Holopoint sees you placed in a Japanese-styled environment very reminiscent of the Kung Fu scene in The Matrix. Over a series of rounds you must use your bow and arrow to hold off streams of various targets, including samurai and ninjas in the higher levels. It gets challenging very quickly and all the ducking,dodging and weaving can wear you out before you get a chance to reach the final rounds.

But can we actually classify it as an exergame? Well nearly every positive review the game has received on steam mentions how much of a workout it is, and that it’s particularly beneficial for cardio training. If you follow us on Facebook or Twitter you may have seen the story we shared about  Tim Donahey and his VR workout routine. Donahey has developed a routine that includes twenty minutes of Holopoint play to build up his lower body (all those squats to dodge incoming arrows add up you know) and has lost nearly 5.5kg in just over a month.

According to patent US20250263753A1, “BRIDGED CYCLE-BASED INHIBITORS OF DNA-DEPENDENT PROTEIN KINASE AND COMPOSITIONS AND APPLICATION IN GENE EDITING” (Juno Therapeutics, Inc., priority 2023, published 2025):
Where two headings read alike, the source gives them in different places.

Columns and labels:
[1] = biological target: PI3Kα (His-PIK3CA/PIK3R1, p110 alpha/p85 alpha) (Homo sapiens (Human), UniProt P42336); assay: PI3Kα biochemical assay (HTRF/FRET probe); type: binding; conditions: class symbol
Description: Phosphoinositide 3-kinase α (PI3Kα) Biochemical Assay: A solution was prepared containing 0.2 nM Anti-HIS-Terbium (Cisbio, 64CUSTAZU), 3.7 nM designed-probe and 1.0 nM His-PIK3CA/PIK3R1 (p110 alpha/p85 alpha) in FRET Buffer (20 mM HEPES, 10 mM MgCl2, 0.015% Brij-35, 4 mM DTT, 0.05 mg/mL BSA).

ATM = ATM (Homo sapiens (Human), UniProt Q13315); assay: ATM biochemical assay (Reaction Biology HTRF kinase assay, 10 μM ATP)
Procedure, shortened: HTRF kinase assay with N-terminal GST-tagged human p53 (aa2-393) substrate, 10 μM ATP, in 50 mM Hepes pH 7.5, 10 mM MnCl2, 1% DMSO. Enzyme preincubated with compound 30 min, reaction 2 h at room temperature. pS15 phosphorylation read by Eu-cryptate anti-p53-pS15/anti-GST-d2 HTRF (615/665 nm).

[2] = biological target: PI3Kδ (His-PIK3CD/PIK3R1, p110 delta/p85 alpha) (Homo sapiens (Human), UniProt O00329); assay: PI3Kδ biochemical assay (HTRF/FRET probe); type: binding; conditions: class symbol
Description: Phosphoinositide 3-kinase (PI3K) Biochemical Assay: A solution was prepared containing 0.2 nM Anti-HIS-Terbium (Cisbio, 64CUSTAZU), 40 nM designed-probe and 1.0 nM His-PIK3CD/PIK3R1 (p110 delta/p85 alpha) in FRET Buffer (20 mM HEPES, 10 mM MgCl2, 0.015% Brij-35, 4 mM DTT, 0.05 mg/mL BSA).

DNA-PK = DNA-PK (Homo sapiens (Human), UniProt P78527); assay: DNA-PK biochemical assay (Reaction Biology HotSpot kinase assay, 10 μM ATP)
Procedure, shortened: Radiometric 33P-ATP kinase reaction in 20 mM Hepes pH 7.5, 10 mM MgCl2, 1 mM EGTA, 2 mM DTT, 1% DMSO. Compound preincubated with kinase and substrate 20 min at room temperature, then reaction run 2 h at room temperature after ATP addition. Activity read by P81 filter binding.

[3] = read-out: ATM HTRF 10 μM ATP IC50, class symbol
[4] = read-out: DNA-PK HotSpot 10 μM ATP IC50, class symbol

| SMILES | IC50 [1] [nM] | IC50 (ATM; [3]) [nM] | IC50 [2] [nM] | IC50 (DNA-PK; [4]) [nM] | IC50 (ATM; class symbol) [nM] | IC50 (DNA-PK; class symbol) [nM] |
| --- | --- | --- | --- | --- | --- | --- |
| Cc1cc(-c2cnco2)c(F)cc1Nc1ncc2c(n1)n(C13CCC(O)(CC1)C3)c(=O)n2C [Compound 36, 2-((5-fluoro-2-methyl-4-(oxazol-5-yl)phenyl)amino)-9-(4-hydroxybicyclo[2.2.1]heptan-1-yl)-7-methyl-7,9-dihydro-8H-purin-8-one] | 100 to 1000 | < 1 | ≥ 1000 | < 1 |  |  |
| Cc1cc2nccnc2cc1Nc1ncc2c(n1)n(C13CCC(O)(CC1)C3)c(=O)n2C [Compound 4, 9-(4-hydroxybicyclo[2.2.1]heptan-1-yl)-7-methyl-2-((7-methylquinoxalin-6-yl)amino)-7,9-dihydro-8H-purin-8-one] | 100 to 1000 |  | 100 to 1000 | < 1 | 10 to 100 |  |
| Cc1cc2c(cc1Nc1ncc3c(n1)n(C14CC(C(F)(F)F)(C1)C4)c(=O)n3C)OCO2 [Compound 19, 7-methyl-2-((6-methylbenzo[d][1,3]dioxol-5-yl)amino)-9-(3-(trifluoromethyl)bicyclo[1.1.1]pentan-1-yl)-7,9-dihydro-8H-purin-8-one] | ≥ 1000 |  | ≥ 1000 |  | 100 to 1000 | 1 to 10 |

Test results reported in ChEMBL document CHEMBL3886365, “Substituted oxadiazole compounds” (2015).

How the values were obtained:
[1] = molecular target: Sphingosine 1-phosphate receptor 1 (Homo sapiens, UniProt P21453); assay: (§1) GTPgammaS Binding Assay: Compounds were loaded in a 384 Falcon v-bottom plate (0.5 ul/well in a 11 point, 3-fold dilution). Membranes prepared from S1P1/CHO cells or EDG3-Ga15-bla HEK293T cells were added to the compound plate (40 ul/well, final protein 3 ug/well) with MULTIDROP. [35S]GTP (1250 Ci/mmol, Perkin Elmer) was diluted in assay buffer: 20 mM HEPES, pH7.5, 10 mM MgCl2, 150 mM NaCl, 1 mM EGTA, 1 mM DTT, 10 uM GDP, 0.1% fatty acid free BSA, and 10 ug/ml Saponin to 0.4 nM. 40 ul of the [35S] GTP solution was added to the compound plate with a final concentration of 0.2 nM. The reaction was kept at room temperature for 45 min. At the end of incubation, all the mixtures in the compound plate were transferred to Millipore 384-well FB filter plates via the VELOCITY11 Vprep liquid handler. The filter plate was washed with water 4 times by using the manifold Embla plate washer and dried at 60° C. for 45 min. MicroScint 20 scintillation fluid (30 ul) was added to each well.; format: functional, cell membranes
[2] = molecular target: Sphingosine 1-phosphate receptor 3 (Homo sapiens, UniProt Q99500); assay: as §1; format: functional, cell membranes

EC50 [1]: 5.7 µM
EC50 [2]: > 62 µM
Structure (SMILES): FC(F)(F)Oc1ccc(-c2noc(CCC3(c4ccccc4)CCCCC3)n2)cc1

Holopoint is an intense piece of active gaming, and most importantly is engaging and fun enough to keep you playing for as long as your body (or mind) will hold out. Keep an eye out for more exergame spotlights in the coming weeks!

– EC

Have you had an experience with Holopoint or other exergames that you’d like to share? Tell us about it using #activategamers for a chance to be featured on the blog!

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Do Exergames Actually Work?

Something  it may seem that we’ve been avoiding since the start of the campaign is the simple yet all important question, do exegames actually help you lose weight? Today we address the question.

You might not be surprised to hear that there have been several studies that dive into this issue, often with the main determinate factor being if exergames are more effective than regular comparative exercise. But that’s not necessarily what we want to measure.